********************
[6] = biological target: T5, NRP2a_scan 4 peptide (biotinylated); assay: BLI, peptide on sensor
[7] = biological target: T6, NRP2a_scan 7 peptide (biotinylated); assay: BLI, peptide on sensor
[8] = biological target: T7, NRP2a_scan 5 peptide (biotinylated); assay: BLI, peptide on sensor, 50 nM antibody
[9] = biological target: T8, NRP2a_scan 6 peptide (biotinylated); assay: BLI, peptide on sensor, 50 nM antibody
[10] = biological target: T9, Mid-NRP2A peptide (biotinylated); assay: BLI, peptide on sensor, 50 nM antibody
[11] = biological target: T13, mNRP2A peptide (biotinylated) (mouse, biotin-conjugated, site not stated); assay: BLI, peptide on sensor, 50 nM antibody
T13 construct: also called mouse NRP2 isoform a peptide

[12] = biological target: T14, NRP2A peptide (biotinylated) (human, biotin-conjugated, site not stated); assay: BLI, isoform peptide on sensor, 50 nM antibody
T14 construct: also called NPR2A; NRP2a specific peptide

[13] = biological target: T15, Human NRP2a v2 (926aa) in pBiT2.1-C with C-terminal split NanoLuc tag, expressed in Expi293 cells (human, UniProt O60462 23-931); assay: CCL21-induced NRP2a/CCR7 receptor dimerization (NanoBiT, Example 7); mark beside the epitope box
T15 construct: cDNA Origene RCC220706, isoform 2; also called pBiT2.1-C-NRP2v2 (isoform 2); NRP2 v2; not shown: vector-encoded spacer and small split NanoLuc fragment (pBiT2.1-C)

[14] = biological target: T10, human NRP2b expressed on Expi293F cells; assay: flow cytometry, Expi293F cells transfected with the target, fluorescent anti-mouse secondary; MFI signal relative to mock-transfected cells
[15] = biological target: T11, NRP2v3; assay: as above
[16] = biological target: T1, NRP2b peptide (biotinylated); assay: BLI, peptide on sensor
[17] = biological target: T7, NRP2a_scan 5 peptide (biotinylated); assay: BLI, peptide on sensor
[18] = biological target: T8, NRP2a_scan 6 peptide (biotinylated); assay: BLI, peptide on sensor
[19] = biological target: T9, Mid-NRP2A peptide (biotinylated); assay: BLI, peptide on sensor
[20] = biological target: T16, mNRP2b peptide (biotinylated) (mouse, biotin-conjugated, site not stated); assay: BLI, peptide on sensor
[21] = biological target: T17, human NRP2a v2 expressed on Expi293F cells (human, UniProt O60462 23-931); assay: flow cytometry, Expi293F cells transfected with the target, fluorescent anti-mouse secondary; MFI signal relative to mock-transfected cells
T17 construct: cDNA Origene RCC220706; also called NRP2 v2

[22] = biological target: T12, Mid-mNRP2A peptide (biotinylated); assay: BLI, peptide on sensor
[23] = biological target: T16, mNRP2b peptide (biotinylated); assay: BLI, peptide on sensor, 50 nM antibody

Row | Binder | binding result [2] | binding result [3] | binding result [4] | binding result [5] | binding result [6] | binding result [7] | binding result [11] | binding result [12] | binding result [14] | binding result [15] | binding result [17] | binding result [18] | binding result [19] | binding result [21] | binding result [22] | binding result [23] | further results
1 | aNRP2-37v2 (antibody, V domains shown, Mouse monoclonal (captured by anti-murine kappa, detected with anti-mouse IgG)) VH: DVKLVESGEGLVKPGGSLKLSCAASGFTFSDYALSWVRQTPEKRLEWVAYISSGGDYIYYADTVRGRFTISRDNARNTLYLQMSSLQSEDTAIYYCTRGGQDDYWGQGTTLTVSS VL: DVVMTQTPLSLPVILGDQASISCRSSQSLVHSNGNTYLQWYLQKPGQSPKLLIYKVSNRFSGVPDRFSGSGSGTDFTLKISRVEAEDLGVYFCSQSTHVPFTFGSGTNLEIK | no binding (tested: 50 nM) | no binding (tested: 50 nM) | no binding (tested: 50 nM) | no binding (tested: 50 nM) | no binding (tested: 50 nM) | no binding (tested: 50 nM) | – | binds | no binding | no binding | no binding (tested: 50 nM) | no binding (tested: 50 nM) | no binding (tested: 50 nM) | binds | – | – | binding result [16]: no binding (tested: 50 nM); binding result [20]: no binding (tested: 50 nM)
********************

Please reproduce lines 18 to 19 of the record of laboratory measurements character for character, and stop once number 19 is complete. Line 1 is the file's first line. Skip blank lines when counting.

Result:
[20] = biological target: T16, mNRP2b peptide (biotinylated) (mouse, biotin-conjugated, site not stated); assay: BLI, peptide on sensor
[21] = biological target: T17, human NRP2a v2 expressed on Expi293F cells (human, UniProt O60462 23-931); assay: flow cytometry, Expi293F cells transfected with the target, fluorescent anti-mouse secondary; MFI signal relative to mock-transfected cells